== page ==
He was depressed and lost. Eventually, a friend got him a new job installing computers. One day, Christian had to go to his old high school to install a computer. Terrified to confront his past, Christian saw the African American head of security that he fought with years before, who still worked there. Christian followed the man to the parking lot, and tapped him on the shoulder. The man stepped back in fear, recognizing him. Christian couldn’t think of what to say. Finally, he stammered, “I’m sorry.” And the man moved forward to embrace him.
“I forgive you,” the man said. “But I ask that you do one thing. Go out and tell your story to everyone who will listen.”
That day changed Christian’s life forever. He says: “I received compassion from the people I deserved it least from when I least deserved it, and that helped change me.”
He has now counseled over 100 people out of the white supremacy movement through his organization “Life After Hate.” He speaks in prisons and in schools. He wrote a book about his journey, and teaches about the spread and psychology of hate groups. He shines light, every day, in the darkness of hate.
And he does it with love. When Christian meets with young white supremacists, he doesn’t try to convince them they are wrong or bad. He just listens with compassion. He listens for the potholes in their life, and fills them. He listens for alienation, and he finds them community. He listens for anger and loneliness, and he offers them hope and connection. He helps them get job skills, tattoo removal, counseling, and self-esteem building.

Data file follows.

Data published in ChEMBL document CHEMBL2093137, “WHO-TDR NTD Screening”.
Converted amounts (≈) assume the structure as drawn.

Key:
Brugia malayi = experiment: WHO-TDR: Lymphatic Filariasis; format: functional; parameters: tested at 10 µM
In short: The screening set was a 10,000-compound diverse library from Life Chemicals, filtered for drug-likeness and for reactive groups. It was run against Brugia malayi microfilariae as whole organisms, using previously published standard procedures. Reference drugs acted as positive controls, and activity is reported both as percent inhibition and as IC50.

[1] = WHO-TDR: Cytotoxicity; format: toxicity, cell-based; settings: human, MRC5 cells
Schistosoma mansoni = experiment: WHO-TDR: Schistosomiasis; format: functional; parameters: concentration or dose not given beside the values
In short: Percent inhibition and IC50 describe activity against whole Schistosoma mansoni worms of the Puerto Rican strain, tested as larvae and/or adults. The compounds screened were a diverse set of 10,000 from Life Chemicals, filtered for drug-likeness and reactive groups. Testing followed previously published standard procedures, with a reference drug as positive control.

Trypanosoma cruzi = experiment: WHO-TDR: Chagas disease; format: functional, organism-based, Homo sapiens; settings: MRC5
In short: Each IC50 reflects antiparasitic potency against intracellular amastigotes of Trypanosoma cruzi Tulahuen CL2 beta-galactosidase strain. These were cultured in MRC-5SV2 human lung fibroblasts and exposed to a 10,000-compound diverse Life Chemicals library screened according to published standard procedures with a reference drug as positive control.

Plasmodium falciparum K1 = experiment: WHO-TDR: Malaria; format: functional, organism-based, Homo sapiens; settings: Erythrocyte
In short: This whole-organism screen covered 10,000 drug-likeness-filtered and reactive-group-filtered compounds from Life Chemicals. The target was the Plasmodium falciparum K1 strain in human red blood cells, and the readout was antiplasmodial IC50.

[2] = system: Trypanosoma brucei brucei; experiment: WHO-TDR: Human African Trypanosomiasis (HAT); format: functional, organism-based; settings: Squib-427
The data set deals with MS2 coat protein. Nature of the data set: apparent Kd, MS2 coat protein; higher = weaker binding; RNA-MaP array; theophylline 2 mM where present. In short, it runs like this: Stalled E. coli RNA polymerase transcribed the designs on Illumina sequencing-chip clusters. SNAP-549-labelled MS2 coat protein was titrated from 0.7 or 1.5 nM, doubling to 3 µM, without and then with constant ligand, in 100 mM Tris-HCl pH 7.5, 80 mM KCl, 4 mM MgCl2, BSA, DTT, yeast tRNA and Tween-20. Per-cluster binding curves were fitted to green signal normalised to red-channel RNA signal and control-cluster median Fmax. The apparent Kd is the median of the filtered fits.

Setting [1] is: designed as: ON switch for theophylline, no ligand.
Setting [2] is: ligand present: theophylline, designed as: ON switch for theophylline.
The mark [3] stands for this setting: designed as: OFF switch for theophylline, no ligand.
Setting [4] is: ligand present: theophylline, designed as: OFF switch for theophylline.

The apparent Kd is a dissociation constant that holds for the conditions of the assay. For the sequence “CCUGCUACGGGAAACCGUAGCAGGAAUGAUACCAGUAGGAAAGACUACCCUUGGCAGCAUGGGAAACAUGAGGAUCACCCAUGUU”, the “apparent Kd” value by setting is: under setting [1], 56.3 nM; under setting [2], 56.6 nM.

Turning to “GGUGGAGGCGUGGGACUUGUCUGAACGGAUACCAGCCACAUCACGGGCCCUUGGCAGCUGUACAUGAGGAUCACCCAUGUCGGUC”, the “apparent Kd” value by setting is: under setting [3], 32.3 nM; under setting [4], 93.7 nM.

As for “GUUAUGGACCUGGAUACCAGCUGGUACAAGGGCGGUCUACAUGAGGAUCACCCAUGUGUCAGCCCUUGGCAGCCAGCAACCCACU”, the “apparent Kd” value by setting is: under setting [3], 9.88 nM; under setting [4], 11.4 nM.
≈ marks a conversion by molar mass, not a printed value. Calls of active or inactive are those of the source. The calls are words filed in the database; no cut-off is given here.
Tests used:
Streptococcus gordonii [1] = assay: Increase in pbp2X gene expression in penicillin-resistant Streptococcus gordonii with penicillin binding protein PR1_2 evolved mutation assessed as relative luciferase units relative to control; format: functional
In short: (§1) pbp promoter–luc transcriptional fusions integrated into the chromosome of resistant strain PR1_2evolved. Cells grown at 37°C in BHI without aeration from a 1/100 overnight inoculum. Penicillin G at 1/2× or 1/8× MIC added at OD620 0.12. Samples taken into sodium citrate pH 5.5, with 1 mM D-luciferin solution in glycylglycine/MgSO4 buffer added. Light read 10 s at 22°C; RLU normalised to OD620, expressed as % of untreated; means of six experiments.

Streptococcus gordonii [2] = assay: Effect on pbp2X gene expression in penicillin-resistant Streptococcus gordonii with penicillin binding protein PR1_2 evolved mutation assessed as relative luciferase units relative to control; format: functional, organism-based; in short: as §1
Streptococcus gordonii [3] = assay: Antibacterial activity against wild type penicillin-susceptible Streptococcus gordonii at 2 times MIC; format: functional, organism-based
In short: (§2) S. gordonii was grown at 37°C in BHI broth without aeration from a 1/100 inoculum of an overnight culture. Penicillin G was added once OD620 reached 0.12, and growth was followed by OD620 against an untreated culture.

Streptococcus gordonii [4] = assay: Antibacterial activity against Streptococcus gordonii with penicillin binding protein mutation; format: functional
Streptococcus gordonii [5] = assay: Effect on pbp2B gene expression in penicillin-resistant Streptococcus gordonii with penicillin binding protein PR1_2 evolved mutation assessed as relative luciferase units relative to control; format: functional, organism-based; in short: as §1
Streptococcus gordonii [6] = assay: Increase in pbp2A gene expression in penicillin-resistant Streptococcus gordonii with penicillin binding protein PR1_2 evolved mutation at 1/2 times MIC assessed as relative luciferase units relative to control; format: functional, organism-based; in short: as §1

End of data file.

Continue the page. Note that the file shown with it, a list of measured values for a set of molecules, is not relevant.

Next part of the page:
And he doesn’t stop there. He brings them to meet people that they purport to hate. He says that hate comes from fear of the unknown. It is almost impossible to hate people when you know their story.
In our scripture from Isaiah, the glory of God shines upon the nation’s darkness, and the nation reflects God’s light like a mirror. The light of God shines upon them, and they arise and become a light for others.
Christian Picciolini allowed light to pierce the darkness of his hate. He followed the light though it meant leaving the safety of his community and way of life. He just kept doing the next right thing until he made it to Bethlehem to kneel down before the Christ child. And then he offered his gifts fit for a human divine king. Christian, acting as a mirror to reflect the light, asks others to do the same. He challenges his audiences to find the people who least deserve our compassion, and give it to them. Impractical gifts that just may be fit for God.
Beloved Epiphany people: Christian’s task is our task. We must let the light of God pierce our deepest darkness. We must follow the light though we do not know the path, and have no map to follow. We must do the next right thing until we reach the Christ child. We must offer our impractical gifts fit for God. We must accept hope’s daily invitation to come back to life. If you still have a day, if you’re still alive, you’re still invited. Invite others to come with you. Find someone who doesn’t deserve our compassion, and give it to them.
Arise, shine; for your light has come! Lift up your eyes and look around! The glory of the Lord has risen upon you. Happy New Year!
*Watch the TedX Talk that inspired this sermon by Christian Picciolini here.
Reverend Robin Bartlett is an ordained Unitarian Universalist minister, with dual standing in the United Church of Christ. She is the Senior Pastor at The First Church in Sterling, Massachusetts.